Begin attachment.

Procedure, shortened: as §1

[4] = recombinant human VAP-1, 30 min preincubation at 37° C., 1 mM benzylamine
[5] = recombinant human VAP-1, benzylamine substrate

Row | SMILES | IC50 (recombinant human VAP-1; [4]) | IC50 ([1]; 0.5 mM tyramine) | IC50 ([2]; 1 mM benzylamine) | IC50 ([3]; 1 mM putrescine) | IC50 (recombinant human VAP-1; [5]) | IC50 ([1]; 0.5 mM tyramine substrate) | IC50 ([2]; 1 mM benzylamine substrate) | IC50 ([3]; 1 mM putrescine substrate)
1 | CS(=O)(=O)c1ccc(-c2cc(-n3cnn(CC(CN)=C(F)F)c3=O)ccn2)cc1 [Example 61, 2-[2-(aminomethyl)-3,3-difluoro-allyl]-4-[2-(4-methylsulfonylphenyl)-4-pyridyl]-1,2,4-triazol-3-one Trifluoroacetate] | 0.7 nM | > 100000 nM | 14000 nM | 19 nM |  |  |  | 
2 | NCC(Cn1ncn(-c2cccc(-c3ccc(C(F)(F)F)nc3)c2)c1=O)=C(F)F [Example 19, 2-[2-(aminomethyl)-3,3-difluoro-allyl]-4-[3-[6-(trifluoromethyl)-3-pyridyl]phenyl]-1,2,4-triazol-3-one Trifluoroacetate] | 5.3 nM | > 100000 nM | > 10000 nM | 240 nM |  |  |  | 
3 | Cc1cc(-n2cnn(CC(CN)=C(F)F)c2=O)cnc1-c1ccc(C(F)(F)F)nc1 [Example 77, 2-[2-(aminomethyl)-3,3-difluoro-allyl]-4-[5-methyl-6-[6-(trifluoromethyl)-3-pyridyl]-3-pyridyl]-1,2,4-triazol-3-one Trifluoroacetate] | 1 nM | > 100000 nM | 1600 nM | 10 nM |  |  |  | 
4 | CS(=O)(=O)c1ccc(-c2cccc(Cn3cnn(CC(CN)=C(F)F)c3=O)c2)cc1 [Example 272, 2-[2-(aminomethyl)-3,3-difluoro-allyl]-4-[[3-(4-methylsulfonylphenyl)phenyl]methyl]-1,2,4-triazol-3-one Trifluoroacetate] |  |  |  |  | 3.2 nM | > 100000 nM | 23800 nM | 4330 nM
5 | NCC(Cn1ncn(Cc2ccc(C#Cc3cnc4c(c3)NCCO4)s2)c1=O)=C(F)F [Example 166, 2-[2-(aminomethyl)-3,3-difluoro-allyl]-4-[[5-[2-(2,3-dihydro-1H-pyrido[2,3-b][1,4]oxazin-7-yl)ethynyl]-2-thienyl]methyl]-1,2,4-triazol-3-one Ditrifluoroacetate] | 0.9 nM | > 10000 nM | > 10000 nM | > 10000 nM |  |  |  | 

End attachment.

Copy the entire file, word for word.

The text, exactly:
Procedure, shortened: as §1

[4] = recombinant human VAP-1, 30 min preincubation at 37° C., 1 mM benzylamine
[5] = recombinant human VAP-1, benzylamine substrate

Row | SMILES | IC50 (recombinant human VAP-1; [4]) | IC50 ([1]; 0.5 mM tyramine) | IC50 ([2]; 1 mM benzylamine) | IC50 ([3]; 1 mM putrescine) | IC50 (recombinant human VAP-1; [5]) | IC50 ([1]; 0.5 mM tyramine substrate) | IC50 ([2]; 1 mM benzylamine substrate) | IC50 ([3]; 1 mM putrescine substrate)
1 | CS(=O)(=O)c1ccc(-c2cc(-n3cnn(CC(CN)=C(F)F)c3=O)ccn2)cc1 [Example 61, 2-[2-(aminomethyl)-3,3-difluoro-allyl]-4-[2-(4-methylsulfonylphenyl)-4-pyridyl]-1,2,4-triazol-3-one Trifluoroacetate] | 0.7 nM | > 100000 nM | 14000 nM | 19 nM |  |  |  | 
2 | NCC(Cn1ncn(-c2cccc(-c3ccc(C(F)(F)F)nc3)c2)c1=O)=C(F)F [Example 19, 2-[2-(aminomethyl)-3,3-difluoro-allyl]-4-[3-[6-(trifluoromethyl)-3-pyridyl]phenyl]-1,2,4-triazol-3-one Trifluoroacetate] | 5.3 nM | > 100000 nM | > 10000 nM | 240 nM |  |  |  | 
3 | Cc1cc(-n2cnn(CC(CN)=C(F)F)c2=O)cnc1-c1ccc(C(F)(F)F)nc1 [Example 77, 2-[2-(aminomethyl)-3,3-difluoro-allyl]-4-[5-methyl-6-[6-(trifluoromethyl)-3-pyridyl]-3-pyridyl]-1,2,4-triazol-3-one Trifluoroacetate] | 1 nM | > 100000 nM | 1600 nM | 10 nM |  |  |  | 
4 | CS(=O)(=O)c1ccc(-c2cccc(Cn3cnn(CC(CN)=C(F)F)c3=O)c2)cc1 [Example 272, 2-[2-(aminomethyl)-3,3-difluoro-allyl]-4-[[3-(4-methylsulfonylphenyl)phenyl]methyl]-1,2,4-triazol-3-one Trifluoroacetate] |  |  |  |  | 3.2 nM | > 100000 nM | 23800 nM | 4330 nM
5 | NCC(Cn1ncn(Cc2ccc(C#Cc3cnc4c(c3)NCCO4)s2)c1=O)=C(F)F [Example 166, 2-[2-(aminomethyl)-3,3-difluoro-allyl]-4-[[5-[2-(2,3-dihydro-1H-pyrido[2,3-b][1,4]oxazin-7-yl)ethynyl]-2-thienyl]methyl]-1,2,4-triazol-3-one Ditrifluoroacetate] | 0.9 nM | > 10000 nM | > 10000 nM | > 10000 nM |  |  |  | 